Myths and Stereotypes
             MYTH                           REALITY

                                  Abusive men are 100%
 Each partner is equally
                                   responsible for violence
  responsible for the abuse
                                   against woman
                                  An abusive man is in control
                                   and makes choices about who
 Men can‟t control the abuse
                                   he abuses and where he is
                                   abusive
 Women are attracted to          Abusive men initially conceal
  abusive men                      the abuse from a new partner
 Abusive incidents are random    Abuse is patterned and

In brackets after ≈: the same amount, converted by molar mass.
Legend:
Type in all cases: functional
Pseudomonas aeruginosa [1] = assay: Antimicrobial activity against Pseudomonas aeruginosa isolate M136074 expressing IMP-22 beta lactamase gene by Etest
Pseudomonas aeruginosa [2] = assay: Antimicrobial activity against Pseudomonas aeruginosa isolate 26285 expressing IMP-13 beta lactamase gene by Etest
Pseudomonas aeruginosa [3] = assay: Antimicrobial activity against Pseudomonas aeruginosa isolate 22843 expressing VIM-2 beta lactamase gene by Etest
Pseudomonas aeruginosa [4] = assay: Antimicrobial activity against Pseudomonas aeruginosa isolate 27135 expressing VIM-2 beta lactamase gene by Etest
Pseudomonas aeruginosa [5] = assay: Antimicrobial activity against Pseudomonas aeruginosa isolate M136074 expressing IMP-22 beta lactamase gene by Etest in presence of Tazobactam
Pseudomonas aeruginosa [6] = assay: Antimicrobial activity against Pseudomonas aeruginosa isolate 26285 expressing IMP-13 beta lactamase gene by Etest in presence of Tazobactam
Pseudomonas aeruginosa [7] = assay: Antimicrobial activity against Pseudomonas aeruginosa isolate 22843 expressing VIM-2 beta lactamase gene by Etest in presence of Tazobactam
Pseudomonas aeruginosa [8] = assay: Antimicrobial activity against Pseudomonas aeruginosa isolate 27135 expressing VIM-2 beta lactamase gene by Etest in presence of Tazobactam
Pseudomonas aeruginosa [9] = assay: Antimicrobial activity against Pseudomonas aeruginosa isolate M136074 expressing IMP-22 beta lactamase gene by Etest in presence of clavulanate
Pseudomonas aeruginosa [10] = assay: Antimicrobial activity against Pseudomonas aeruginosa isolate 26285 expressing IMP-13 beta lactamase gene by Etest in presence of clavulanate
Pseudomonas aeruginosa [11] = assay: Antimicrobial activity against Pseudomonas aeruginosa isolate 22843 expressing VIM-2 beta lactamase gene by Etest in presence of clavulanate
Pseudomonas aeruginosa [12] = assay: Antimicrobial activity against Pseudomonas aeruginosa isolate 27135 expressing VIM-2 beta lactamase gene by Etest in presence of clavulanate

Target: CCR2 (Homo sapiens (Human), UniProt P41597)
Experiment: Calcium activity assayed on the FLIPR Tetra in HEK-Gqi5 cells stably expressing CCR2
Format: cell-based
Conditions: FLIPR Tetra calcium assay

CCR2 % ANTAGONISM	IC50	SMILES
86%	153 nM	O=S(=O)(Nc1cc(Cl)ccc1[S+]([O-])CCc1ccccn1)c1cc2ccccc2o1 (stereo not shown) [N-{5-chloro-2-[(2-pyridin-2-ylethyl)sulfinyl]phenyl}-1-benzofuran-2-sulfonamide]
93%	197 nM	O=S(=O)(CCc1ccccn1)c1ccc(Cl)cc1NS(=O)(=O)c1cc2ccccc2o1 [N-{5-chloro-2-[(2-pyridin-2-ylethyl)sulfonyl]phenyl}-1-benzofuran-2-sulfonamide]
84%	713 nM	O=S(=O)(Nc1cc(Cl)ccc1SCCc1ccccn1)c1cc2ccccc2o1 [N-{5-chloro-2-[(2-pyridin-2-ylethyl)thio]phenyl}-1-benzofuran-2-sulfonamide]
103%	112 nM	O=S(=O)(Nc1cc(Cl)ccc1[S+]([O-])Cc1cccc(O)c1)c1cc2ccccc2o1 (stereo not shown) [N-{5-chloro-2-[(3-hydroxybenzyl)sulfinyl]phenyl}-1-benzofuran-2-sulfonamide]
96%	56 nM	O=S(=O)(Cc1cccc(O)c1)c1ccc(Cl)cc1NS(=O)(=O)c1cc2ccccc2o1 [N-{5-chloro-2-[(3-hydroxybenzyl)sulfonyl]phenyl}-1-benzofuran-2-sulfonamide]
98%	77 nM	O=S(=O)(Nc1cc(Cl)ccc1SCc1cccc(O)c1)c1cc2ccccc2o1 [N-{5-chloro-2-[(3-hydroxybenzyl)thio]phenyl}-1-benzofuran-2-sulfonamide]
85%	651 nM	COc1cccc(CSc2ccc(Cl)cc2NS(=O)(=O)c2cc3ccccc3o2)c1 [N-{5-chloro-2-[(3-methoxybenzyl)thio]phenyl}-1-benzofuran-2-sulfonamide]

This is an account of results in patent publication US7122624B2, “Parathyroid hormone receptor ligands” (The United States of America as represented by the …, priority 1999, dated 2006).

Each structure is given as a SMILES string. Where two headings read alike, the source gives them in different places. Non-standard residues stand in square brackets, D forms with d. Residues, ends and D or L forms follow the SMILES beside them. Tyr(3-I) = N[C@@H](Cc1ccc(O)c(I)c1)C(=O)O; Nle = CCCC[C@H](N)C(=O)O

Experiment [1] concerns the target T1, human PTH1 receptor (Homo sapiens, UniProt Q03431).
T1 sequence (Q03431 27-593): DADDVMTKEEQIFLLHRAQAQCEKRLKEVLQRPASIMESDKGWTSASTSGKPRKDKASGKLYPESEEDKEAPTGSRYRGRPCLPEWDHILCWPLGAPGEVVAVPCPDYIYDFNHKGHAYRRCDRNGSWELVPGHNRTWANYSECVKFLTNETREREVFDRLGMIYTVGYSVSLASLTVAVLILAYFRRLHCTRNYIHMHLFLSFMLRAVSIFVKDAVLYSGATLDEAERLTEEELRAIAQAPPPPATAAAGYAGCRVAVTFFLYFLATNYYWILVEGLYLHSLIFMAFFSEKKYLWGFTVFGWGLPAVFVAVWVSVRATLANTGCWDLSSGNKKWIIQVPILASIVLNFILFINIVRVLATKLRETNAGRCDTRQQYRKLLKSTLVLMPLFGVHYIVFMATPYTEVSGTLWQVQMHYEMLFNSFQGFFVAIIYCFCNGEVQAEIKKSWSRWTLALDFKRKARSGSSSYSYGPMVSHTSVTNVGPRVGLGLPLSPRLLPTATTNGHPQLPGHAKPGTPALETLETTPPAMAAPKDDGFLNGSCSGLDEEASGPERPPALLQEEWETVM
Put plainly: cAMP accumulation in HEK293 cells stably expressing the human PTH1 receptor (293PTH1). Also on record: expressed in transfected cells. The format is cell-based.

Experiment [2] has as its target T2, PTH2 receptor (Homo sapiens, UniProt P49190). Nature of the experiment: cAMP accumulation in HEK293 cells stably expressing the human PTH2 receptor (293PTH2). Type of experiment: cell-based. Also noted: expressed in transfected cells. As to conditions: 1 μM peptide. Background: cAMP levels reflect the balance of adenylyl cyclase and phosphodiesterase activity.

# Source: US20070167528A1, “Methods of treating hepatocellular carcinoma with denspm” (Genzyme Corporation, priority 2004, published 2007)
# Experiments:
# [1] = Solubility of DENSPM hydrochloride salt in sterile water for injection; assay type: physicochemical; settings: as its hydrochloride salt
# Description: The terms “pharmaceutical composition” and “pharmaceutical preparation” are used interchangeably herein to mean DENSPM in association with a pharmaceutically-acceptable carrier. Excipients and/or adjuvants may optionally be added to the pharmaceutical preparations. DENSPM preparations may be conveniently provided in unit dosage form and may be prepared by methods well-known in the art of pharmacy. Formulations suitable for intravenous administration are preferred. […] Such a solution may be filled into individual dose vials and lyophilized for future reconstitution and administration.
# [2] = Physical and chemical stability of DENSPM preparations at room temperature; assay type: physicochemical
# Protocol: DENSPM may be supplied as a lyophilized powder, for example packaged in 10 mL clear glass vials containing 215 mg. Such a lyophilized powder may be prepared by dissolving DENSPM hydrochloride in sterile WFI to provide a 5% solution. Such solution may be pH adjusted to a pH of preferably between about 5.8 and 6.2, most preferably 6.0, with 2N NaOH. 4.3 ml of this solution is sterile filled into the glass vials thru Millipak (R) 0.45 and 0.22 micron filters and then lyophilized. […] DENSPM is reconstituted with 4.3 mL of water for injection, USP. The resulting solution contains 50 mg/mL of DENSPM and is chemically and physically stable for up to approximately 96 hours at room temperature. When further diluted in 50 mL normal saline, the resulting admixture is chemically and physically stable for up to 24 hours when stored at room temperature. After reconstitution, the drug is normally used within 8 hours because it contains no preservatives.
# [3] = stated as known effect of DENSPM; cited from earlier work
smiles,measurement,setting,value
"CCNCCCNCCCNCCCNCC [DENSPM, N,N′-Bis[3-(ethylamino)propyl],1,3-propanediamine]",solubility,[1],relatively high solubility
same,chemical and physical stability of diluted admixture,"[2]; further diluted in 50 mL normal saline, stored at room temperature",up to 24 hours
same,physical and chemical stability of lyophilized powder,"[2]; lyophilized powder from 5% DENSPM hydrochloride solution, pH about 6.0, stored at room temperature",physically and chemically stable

and isolated                     intentional                     6
       Violence Against Women
            Myths and Stereotypes
            MYTH                             REALITY
                              Distinguish between motives and
                               intentions – women act to protect
 Women can be as abusive as
                               themselves and abusive men act
  their partners
                               to dominate and control their
                               partners
 Women can provoke abuse        Women are not responsible for the
  or control abusive partners     abuse
 Women are viewed as            Women have developed safety
  having deficits                 and coping strategies
 Abuse is measured by           Abuse is measured by the impact